Join Troy Miles for an in-depth discussion in this video Converting to JSON data, part of Web Servers and APIs using C++.
Let's begin by making a copy of the contact's handler. So I'm just going to copy this whole thing, right here. Now I got the whole thing copied. Now remember, there can only be one of every route so instead of calling this one contacts, I'm going to call it api/contacts. I'm gonna go ahead and delete the response object because I'm not gonna need it. And we've got mongo. Skip, skip.
Vector. Yeah, that's all fine. And then right here, instead of saying getView, so right now my dto holds my contacts and instead of calling getView on 'em, I'm gonna instead call return crow ::response and these are curly braces, dto. And just for the sake of neatness, I'm gonna move this dto guy down to here.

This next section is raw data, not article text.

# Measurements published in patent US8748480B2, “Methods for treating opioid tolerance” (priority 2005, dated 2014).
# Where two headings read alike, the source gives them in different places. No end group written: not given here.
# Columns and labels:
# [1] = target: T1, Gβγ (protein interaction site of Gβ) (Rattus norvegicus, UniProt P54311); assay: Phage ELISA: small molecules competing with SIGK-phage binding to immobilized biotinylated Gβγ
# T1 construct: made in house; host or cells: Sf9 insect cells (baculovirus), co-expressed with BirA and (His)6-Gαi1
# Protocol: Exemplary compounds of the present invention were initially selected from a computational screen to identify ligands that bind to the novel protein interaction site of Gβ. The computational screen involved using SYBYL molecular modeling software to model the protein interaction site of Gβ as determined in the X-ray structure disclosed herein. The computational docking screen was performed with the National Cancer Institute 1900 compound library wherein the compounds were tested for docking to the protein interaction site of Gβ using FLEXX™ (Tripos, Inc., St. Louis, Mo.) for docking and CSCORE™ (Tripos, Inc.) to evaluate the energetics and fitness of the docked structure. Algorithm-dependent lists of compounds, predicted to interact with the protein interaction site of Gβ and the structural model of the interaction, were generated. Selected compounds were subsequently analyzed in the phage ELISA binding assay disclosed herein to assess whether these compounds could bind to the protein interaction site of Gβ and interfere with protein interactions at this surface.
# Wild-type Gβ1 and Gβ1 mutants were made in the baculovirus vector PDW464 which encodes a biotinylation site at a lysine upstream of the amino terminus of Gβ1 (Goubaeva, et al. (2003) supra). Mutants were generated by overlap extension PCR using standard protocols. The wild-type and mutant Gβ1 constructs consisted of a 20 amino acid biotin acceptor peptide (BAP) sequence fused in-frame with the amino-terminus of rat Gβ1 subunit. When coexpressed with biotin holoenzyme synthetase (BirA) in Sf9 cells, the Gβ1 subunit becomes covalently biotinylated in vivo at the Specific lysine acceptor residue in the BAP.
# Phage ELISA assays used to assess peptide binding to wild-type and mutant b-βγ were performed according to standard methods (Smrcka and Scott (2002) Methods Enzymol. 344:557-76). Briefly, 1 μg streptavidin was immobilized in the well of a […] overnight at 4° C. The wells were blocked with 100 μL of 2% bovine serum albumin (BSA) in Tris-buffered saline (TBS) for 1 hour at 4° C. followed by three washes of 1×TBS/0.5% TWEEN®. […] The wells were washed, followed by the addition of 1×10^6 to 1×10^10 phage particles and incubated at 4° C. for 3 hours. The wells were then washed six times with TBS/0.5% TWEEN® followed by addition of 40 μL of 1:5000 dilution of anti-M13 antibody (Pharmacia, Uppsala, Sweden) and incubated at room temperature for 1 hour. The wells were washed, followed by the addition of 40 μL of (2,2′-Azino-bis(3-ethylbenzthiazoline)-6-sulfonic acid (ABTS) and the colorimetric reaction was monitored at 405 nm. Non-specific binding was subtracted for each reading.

The reason why is just, you should always declare stuff closest as you possibly can to where they're actually used. That is pretty much it. Crow has a constructor for the JSON data. In fact, when it creates a response object from crow::json::wvalue it automatically sets the content type to application JSON, for us. So let's save this. Let's go back to the terminal.
Control-C. Let's rebuild and restart the server. Go back to the browser. Now this time I'm gonna call api/contacts and there you go. Here's my data as JSON data. We can validate this in the Restlet Client. So if I come in here and I paste that same route and I say get.
Do a send. I get a 200 OK. Right here, it says that it's application/json and here you can see that it is JSON objects. We've got series of key value pairs. That's all there is to creating a JSON endpoint in crow.
- Working with Crow, the C++ micro web framework
- Deploying containers to Heroku
- Building websites and webpages
- Accessing data from a database
- Accessing data via RESTful APIs
- Creating API endpoints
- Running WebSockets on Heroku